wxMSW multilib          Time (s)        Size (MB)       CPU use (%)
default                 210             1434            729
no PCH                  240              100            772

As you can see, there is still a huge space difference, but at least now
the PCH build is ~12% faster. Perhaps more importantly, the multilib build
is also ~11% faster than monolithic one without PCH. So if you want to have
faster builds, it could be worth stopping to use the monolithic library.
Notice that it would also be worth using --without-opengl configure option
in either case as lmi doesn't wxGLCanvas, but this is a small gain.

 To summarize the story so far: the fastest way to build is to
cross-compile instead of compiling inside the VM and to disable the PCH
when using monolithic build. But not using monolithic build in the first
place is even faster and results in 22% gain (at the price of extra 1.3GB
of disk space) compared to the monolithic build.

 However notice that all these numbers are for the default compiler C++
dialect which is still C++03 for g++ 4.9 (it has changed to C++11 since
5.0). Adding CXXFLAGS=-std=c++11 changes the numbers for all the builds and
not in the good sense. To give an idea of it, here are the results for

wxGTK C++11             Time (s)        Size (MB)       CPU use (%)
default                 176             1210            769
no PCH                  267               73            774

For wxGTK there is a constant (i.e. PCH-independent) slowdown of 45% which
is really pretty shocking: while I did expect compiling C++11 standard
library headers to take longer just because they are a strict superset of
the older standard, the degree of the difference is an unwelcome surprise.
Also, using PCH is still worthwhile in this case, although the space
penalty is even worse too (but then the extra 300MB is not a big deal
compared to almost 1GB wasted on the PCH anyhow; just for comparison, the
full build, with everything enabled, uses 4.3GB with PCH and ~700MB

For wxMSW builds the situation is less catastrophic but still pretty bad:

wxMSW C++11             Time (s)        Size (MB)       CPU use (%)
Cygwin 4.9.2 no PCH     501              133            721
MinGW-w64 4.9.1 no PCH  455              133
Debian 4.9.1            377              641            649
Debian 4.9.1 no PCH     360              135            749

The default build slows down by "just" 17%, probably because a big part of
its time was already taken by linking. For the faster (again, in monolithic
case only) PCH-less build the slowdown is whopping 33% and it's only
slightly less (~27%) for the builds inside the VM.

 So C++11 support doesn't come for free, in build time terms. I'd still
like to enable it because it brings important benefits in terms of
development time, i.e. productivity. And at least in relative terms, using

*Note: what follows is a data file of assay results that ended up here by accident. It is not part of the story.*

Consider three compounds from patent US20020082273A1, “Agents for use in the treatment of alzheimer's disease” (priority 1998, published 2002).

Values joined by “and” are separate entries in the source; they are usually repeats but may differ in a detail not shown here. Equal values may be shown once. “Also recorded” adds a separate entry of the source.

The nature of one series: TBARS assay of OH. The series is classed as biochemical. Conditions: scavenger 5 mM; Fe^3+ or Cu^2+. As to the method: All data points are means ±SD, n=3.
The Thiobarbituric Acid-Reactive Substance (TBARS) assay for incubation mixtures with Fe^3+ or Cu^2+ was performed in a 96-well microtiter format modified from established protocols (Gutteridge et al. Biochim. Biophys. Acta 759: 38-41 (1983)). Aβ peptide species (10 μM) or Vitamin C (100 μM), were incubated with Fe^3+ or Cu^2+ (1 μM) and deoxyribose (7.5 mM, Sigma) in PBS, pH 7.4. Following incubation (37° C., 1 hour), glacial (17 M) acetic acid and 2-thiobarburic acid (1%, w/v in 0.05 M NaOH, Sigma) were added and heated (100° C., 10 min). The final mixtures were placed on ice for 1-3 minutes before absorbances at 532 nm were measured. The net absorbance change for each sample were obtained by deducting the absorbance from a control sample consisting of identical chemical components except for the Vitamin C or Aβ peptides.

4.9.1 as C++11 cross-compiler is only 15s slower than using 3.4.5 inside
the VM, so I'm pretty confident it will still be faster for you on your new
machine than on the old one and hence I hope that we can still start using

GC> > Now I do a complete rebuild of lmi, which I very recently measured
GC> > with mingw.org's native gcc-3.4.5 as follows:
GC> > 
GC> >   --jobs=16
GC> > 15.89s user 26.48s system 21% cpu 3:18.89 total
GC> > ...and here are results for MinGW-w64 gcc-4.9.2 as installed by
GC> > lmi's current 'install_cygwin.bat' (package 'mingw64-i686-gcc-g++'):
GC> [...snipping all but the best run, with four vCPUs...]
GC> > make --jobs=4 install check_physical_closure > ../log 2>&1
GC> > 1324.14s user 581.83s system 341% cpu 9:17.47 total
GC> make --jobs=6 install check_physical_closure > ../log 2>&1
GC> 871.03s user 683.03s system 482% cpu 5:21.92 total
GC> Building lmi itself was the most painful gcc-4.9.2 slowdown with the
GC> old machine. The new machine is considerably faster than the old,
GC> but even new hardware with gcc-4.9.2 can't compete with old hardware
GC> and gcc-3.4.5 .

 I think cross-compiling should be even more beneficial for you because you
should be able to use -j16 without problems then.

GC> > I can't figure out why the best result comes from '--jobs=4'. If the
GC> > number of CPUs isn't the bottleneck, what is? disk? RAM? CPU cache?
GC> The hardware comparison suggests to me that it's not disk-bound or
GC> CPU-bound. I guess it's just the 32-bit guest OS.

 FWIW for me it is CPU-bound. All 8 (logical) CPUs are pegged during the
compilation and 1 of them remains at 100% use throughout the configure and
linking steps too.

GC> Conclusion: gcc-4.9.2 should be used with a 64-bit OS; there's no
GC> point in trying to breathe life into this old 32-bit VM.

 This is probably correct, and setting up a 64 bit VM probably makes sense
anyhow. But you could also use the cross-compiler. I don't have the exact
numbers for lmi because the autotools-based build system doesn't do exactly
the same thing as the official one, so they can't be compared directly. But
the 25% seen above seems quite achievable because now I see a ~40%
difference (but, again, this is just because less is being done).

 The slightly worse news is that cross-compiling all the dependencies is a
bit tricky and I ran into several problems doing it. It's supposed to be as
simple as just using --host=i686-w64-mingw32 but in practice there are some
bugs preventing this from working and I'm going to post some notes about
what I did to avoid them a bit later (unless you tell me you don't need
them because you've already figured all this out while I was running the
endless build benchmarks).

 Please let me know how would you like to proceed and what else do you
think it could be interesting to do.

 Best regards,